for instance, The Lamb, Scot Grey, Schiedam (who won the Grand National Hunt 
Steeplechase in 1870), Rhys-worth, and others. The two following years, 1873 
and 1874, are noteworthy for the successes of the late Captain Machell as owner 
and Mr. J. M. Richardson as jockey, with Disturbance and Reugny respectively. In 

His Majesty the King's " Ambush //." 

the former year the second horse was Mr. Chaplin's Rhysworth, ridden by Boxall, 
afterwards whipper-in and huntsman to the North Staffordshire Hounds. It was 
but a few years previously that the owners of the first and second horses were con- 
federates, but on this occasion they were opposed to each other. Mr. J. Maunsell 
Richardson, who is married to Victoria, Countess of Yarborough, very frequently 
officiates as judge at important horse shows ; but some forty years ago, as a Harrow 
boy, he played against Eton at Lords in 1864 and 1865. At Cambridge he soon 
found a place in the Eleven, and it was while at the University that he was first 
vol.. in. x 



seen between the flags. This was at Huntingdon, about 1865, when he won easily, 
in spite of a broken stirrup-leather. In the course of his career he won the two 
Grand Nationals above mentioned ; the Croydon United Kingdom Steeplechase 
(twice) on Disturbance and Fur ley ; two Leamington Grand Annual Steeplechases 
on Furley and Schiedam, and many other races. Mr. Richardson gave up riding 
in 1874, so when Captain Machell won the National in 1876 with Regal, Joseph 
Cannon was in the saddle. 

The race of 1877 was something of a surprise. At minor and provincial 
steeplechases there was no better-known rider than Mr. F. G. Hobson, who 
was quite good on the flat, but had the curious habit of catching hold of the 

back of his saddle with 
his right hand at every 
fence he jumped ; and 
his quickness in taking 
hold and letting go was 
quite remarkable. In 
the National, however 
(1877), he elected to ride 
his own horse, Ansterlitz, 
and won by four lengths. 
There is nothing par- 
ticularly historical about 
Shifnafs year (1878); 
but in 1879 Mr. Moore's 
old Irish horse, 1 he 
Liberator, unplaced in 1876 and third in the following year, was successful in the 
hands of his son, Mr. Garry Moore. The Liberator was a wonderfully consistent 
performer, and was, therefore, always a favourite with race-goers. He was bred 
in Ireland, by Mr. Stokes of Mount Hawk in 1869, so that he was ten years 
old when he won at Liverpool. He is not supposed to have run until he was 
five years old, and that was at Cork Park. In less than a year afterwards 
he changed hands at 600 guineas ; made his first appearance in the National in 
1876, when he fell ; and at Sewell's Repository, Dublin, he failed to bring a bid for 
his reserve price -a thousand guineas. Thereupon, Mr. Garrett Moore bought a 
half share in him for 500 guineas. He did not run in 1878, but won in 1879, was 

Sando-wn. The Grand Military Cold Cup. " Marpcssa" 
and Major Onslow on the right, " Ambush II." and 
Captain the Hon. R. Ward on the left.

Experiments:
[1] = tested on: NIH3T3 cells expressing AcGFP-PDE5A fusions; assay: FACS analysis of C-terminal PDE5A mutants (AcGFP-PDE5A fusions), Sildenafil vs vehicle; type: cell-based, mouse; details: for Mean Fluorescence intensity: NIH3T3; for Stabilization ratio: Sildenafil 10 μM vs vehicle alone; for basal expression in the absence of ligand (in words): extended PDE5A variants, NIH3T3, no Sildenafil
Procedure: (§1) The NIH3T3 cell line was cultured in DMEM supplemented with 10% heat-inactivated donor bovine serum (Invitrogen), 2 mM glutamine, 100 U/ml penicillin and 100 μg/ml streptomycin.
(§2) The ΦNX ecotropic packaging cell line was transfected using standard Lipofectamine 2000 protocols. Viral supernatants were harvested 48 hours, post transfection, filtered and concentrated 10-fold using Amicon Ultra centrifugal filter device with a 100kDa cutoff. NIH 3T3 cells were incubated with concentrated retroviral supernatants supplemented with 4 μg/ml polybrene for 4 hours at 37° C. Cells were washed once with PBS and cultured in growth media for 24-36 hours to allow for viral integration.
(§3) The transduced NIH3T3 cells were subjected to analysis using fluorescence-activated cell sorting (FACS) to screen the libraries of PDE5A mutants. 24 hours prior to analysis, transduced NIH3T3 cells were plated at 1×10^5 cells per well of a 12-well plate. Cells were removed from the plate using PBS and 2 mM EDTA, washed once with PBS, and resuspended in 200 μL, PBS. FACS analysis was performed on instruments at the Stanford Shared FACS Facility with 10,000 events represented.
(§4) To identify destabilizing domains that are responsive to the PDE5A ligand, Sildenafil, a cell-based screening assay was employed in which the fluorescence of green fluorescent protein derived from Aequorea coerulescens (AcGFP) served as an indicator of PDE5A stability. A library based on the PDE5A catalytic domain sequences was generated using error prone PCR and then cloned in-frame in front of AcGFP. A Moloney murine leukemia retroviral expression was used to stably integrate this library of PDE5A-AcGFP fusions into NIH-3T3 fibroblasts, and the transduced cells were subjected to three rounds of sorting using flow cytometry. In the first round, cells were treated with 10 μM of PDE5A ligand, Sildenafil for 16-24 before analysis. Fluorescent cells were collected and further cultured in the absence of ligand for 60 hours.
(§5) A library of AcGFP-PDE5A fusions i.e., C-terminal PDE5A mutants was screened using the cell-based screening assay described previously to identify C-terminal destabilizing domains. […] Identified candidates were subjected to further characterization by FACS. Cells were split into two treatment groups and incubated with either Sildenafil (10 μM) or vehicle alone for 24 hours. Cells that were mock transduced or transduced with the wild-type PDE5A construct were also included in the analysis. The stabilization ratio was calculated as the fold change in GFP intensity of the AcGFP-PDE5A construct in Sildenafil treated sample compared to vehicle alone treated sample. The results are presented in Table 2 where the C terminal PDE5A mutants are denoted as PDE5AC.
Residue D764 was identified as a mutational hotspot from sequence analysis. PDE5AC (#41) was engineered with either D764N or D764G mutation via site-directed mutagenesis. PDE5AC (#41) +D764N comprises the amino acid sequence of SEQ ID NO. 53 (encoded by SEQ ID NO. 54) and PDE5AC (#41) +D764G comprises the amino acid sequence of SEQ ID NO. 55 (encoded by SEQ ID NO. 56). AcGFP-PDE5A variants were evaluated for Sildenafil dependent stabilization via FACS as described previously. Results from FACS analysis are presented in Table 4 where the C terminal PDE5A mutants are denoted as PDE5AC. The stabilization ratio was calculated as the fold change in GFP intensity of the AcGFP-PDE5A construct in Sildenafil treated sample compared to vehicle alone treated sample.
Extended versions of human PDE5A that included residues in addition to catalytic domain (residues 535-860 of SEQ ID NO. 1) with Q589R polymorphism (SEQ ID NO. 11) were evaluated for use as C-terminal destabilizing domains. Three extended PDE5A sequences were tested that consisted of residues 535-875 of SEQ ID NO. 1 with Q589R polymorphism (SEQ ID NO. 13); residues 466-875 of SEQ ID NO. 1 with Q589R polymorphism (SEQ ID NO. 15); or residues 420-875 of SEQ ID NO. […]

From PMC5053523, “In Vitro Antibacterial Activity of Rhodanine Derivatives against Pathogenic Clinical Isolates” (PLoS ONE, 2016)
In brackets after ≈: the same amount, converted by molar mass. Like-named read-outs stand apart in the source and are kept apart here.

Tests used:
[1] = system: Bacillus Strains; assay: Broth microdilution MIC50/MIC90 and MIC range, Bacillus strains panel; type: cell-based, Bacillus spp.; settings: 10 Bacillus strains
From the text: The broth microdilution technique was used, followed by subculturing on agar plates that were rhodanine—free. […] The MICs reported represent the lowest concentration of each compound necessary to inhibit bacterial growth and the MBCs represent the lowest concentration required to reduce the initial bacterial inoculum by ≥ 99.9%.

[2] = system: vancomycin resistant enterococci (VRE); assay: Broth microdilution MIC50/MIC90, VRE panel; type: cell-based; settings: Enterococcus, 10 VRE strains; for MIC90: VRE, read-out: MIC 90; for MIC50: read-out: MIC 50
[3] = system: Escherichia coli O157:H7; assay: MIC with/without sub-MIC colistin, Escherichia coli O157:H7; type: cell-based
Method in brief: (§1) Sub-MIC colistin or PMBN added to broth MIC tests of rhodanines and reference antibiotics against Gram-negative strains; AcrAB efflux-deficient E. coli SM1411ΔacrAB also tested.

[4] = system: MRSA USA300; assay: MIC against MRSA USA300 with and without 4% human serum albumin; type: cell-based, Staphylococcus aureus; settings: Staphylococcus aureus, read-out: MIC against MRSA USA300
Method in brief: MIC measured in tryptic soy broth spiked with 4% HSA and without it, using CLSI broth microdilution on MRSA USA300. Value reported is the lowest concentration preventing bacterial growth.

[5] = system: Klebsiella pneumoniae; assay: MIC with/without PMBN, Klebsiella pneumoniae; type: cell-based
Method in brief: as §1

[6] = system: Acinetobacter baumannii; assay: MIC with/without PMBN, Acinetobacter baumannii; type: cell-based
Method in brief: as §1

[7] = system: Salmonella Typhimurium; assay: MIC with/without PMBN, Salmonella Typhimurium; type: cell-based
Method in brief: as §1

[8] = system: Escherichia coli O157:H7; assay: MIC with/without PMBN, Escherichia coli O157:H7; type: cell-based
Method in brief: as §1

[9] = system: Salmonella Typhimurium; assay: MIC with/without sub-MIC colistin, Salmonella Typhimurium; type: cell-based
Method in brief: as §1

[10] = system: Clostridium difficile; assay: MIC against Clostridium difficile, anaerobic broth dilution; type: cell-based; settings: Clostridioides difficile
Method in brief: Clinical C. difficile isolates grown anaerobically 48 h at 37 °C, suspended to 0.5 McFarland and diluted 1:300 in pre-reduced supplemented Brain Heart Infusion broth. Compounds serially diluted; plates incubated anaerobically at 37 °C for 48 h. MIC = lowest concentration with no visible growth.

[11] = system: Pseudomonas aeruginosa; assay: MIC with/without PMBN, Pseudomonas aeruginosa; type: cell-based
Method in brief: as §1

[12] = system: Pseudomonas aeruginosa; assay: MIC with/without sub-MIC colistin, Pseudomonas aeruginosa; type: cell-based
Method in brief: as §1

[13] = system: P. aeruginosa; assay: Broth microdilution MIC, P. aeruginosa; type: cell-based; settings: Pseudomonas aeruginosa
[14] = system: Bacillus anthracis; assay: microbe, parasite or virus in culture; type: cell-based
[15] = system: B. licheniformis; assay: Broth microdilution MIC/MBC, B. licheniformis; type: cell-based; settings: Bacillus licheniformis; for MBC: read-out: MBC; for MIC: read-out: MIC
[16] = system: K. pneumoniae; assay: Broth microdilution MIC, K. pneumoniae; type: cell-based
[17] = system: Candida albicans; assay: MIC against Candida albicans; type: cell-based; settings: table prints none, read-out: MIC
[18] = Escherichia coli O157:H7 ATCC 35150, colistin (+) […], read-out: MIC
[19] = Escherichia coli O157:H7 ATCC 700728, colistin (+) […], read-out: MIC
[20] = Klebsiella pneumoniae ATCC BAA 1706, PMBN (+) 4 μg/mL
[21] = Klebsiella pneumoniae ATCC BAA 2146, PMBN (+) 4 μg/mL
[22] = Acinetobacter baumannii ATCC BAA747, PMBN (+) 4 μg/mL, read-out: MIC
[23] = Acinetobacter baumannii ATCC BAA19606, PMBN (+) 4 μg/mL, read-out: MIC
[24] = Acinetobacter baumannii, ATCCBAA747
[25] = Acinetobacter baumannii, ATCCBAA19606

second in the following year, and unplaced in 1881 and 1882. In 1881 (IVoodbrooK s 
year), Fred Webb, the flat-race jockey, rode Captain Machell's The Scot, which 
ran in the name of Mr. J. B. Leigh. The Scot, it may be remembered, afterwards 
passed into the hands of the King, when Prince of Wales, whose colours he 
carried in the Liverpool of 1884, John Jones being his jockey. The main 
incident in connection with 1882 was the victory of Lord Manners on his own 
horse, Seaman. Lord Manners was well known in the hunting field, and hunted 
the Quorn Country for a season, but had little, if any, experience of steeplechase- 
riding. He went through a careful course of practice and training ; but yet it 
was a bold undertaking for a novice to pit himself against the most experienced 
cross-country riders of England and Ireland. However, Seaman started fourth 
in demand, his price being 10 to i, and, challenging Cyrus in the last hundred 
yards, won a magnificent race by a head. In this year (1882) the race was 
announced as being worth 1,000 guineas, with 100 to the second, and 25 to the 
third. Zoedone, third to Seaman and Cyrus in the above race, had passed into 
the hands of the late Count Charles Kinsky, who won on her in a canter by ten 
lengths in 1883 ; and the following year will be remembered from the fact that 
while the King's (then Prince of Wales's) Tlie Scot was competing, the telegram 
announcing the sudden death of the Duke of Albany arrived. The winner was 
Mr. Boyd's Vohtptuary, a cast-off from the stud of Lord Rosebery ; and what 
made his success all the more meritorious, was that the horse had never before 
jumped a country in public. This is the horse ridden by Mr. Leonard Boyne in 
the drama of "The Prodigal Daughter" at Drury Lane. The year 1885 may 
be passed over with the remark that Roquefort, a difficult horse to ride, won 
comfortably in the hands of that fine horseman, Mr. E. P. Wilson ; nor is there 
much to note of the few following years. Old Liberator made his last appearance 
at Aintree in 1886, when he fell in consequence of being cannoned against. What 
would have been the result if Baron Schroder's Savoyard had not fallen at the 
last hurdles, it is difficult to say ; both he and Old Joe were a good deal distressed, 
but the downfall of the former left Old Joe with the lead, and he won by six 
lengths. A short time after the race all sorts of stories were in circulation concern- 
ing the antecedents of Old Joe. He was said to have been leather flapping; 
jumped for small prizes at little shows ; been driven in a tradesman's cart ; had